President Reagan's threats to veto any bill that would increase taxes (Times, March 14) and his categorical refusal to reduce wasteful and excessive military spending once again make it impossible for Congress to reduce the budget deficit except at the expense of social programs and domestic spending.
Social programs and domestic spending have already borne more than their fair share of cuts and reductions and should not be cut by another dime! At the same time military spending has increased steadily with no cuts in real dollars while taxes on the rich and the corporations have been steadily declining.
Where is the fairness in all of this? Why must the poor, the elderly and the disabled always have to be the ones required to make sacrifices whenever Reagan tries to lower taxes or reduce the deficit? If Reagan is serious about reducing the deficit he should stop picking on the economically disadvantaged and consider making some significant reductions in military spending, such as eliminating the MX missile and the B-1 bomber, neither of which are really necessary.
He should also consider rescinding his tax cut, which has benefited only the rich, and getting the wealthy and the corporations to pay more of their fair share of the nation's taxes. The fact that the rich and the corporations do not pay their fair share of the tax burden, together with Reagan's unwise tax cut and his astronomical increases in military spending, are largely responsible for the current deficit, and to expect the poor, the elderly, the disabled, the worker, the consumer and students to pay for Reagan's economic fillies is the height of ethical and fiscal irresponsibility.
Throughout his entire political career Ronald Reagan has shown a consistent and callous disregard for the poor and has subscribed to the misguided philosophy that government has no responsibility to aid or assist them in any way. Almost every other Western democracy takes better care of its economically underprivileged. In less than five years Reagan has attempted to undo 45 years of social progress and has come dangerously close to succeeding.
It is my hope that Congress and the American people have had enough of this social Darwinism and robbing the poor to give to the rich and the military. CHARLES B. EDELMAN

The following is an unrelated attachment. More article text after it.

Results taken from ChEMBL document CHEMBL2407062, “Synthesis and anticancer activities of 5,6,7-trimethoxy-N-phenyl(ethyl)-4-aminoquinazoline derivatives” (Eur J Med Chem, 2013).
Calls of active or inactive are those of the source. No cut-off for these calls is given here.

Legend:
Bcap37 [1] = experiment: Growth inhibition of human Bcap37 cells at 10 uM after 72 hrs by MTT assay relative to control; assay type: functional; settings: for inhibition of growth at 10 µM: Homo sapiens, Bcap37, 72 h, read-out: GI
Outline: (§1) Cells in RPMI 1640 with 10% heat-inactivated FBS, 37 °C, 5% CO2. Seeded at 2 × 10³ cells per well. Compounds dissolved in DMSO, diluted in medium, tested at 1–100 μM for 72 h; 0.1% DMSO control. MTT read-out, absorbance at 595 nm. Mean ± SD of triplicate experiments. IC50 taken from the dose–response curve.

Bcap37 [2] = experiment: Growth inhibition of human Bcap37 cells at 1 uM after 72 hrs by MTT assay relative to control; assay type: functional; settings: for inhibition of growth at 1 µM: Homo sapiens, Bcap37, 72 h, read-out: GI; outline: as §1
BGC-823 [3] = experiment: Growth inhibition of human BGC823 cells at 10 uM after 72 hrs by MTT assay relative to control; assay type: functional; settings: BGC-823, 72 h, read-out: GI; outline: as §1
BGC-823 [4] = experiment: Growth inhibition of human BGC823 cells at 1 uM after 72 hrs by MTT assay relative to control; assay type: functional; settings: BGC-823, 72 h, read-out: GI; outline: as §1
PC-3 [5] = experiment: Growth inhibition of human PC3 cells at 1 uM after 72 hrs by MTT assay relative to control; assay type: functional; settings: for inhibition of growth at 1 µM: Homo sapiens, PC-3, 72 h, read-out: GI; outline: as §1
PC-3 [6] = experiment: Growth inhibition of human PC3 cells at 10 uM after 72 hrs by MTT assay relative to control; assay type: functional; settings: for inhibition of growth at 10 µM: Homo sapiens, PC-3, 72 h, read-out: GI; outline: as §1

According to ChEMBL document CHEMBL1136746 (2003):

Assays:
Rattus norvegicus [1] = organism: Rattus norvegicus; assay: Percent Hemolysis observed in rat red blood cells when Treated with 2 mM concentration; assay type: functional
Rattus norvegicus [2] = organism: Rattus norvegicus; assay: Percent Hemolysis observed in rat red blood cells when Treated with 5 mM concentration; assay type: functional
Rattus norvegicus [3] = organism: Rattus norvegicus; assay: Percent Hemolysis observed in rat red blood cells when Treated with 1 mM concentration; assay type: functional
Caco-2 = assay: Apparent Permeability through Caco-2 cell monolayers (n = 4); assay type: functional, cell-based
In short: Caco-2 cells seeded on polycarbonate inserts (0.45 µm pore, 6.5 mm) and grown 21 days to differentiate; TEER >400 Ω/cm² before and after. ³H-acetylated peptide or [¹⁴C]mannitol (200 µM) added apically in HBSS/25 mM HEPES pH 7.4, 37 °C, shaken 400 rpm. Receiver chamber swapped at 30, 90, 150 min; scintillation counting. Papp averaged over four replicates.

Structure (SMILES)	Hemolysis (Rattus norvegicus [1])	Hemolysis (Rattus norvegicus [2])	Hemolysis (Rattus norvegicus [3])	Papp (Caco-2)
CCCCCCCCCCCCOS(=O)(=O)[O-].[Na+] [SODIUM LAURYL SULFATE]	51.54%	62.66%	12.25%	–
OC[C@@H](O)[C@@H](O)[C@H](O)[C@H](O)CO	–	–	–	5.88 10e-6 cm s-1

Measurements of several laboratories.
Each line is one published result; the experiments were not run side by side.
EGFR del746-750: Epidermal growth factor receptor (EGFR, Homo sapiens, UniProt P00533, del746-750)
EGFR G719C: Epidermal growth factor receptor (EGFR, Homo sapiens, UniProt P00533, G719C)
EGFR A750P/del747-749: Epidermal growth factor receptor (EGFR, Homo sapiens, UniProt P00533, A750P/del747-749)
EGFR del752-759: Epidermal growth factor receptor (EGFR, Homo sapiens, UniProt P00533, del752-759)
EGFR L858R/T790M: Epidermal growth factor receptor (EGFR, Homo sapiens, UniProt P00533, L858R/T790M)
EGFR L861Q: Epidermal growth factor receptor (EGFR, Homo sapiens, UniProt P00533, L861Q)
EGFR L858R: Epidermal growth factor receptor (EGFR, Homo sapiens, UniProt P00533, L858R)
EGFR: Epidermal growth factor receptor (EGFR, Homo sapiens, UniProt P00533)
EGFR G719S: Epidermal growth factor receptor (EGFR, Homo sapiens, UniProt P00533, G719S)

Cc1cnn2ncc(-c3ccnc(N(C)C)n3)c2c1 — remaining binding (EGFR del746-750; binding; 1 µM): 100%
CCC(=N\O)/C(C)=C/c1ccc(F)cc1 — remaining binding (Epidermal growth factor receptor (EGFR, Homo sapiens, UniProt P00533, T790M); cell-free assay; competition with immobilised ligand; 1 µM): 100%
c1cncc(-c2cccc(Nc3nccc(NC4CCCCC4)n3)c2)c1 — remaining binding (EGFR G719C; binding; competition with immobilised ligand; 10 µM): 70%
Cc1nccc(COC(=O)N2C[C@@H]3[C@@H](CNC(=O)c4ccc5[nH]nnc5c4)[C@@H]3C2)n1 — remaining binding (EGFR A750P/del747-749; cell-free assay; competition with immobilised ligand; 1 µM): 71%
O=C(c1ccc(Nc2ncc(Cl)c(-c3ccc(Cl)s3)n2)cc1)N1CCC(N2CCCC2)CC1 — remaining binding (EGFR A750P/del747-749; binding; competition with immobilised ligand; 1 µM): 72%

"Make my day", says the President, before a group of 100 applauding business executives at the White House, adding, "The scene . . . this week was a disappointing one for the American people . . . when push comes to shove I guess it's always easier to let the taxpayer take the fall."
In the charged atmosphere of these Hollywood scenario histrionics, The Times has failed to tell us which taxpayer Reagan is concerned for. Is it the taxpayer who must report half his Social Security benefits as ordinary taxable income by April 15 or the "taxpayer" with an income of over $250,000 who paid absolutely no taxes in 1983 as a direct result of tax shelters and Treasury Department subsidies. (Does this description fit any of the 100 applauding business executives?)
Now Congress has before it Reagan's Treasury Department tax simplification proposals, which would eliminate unproductive business tax incentives that thrive on "tax losses," produce no new jobs, no new technologies and no growth of the economy. Not surprisingly, the Treasury Department, with an overwhelming backlog of nearly 350,000 shady tax shelters awaiting investigation by the Internal Revenue Service, has prepared this plan in the hope that the most important tax breaks--capital gains exclusion, accelerated depreciation, investment credit, oil tax breaks and deductions for interest on capital borrowed to "tax shelter" income--will be removed from the tax code.
It is time for the real taxpayers to get a break by eliminating loopholes and business "incentives." It is time for Congress to deal with the "special interests" that clamor for their selfish handouts at the expense of the average American taxpayer who has no tax shelter and no business lobby. It is time for Congress to join together and take the tax policy out of the pork barrel. And it is time for the Congress to recognize that the emperor has no clothes! DAVID TYGELL
"Go ahead, make my day," Reagan taunted the Congress at a speech to a group of business executives.
It is such confrontation talk that will lead to a widening of the cleft between the executive and legislative branches of government and create a stalemate from which the country will suffer.
As the leader of the executive forces, it is the function of the President to reason, to explain and to make certain compromises on the fiscal program. What has become of the White House's congressional liaison? Mind you this is not a partisan issue, as many of his own party are lined up against the President.
Reagan does not seem to realize that despite the prosperity of the moment the whole economic structure can very well collapse in chaos without astute and farsighted planning.
There could very well come a time that when the Great Communication turns to the base of his strongest support--the people--he may be rudely rebuked.
Is is to be hoped that wiser heads will prevail upon the President now to devise plans for safeguarding the national interest pragmatically in all areas. DAVID A. MARCUS
When you think about it, it is entirely appropriate that the Great Communicator should quote a tinsel-town, law-breaking cop in threatening Congress with his veto should they err in deciding in favor of fiscal responsibility regarding the national deficit.
After all, as most Californians who can remember back to the days when he was governor know, paying taxes was not really one of his fortes. RODERICK M. BOYES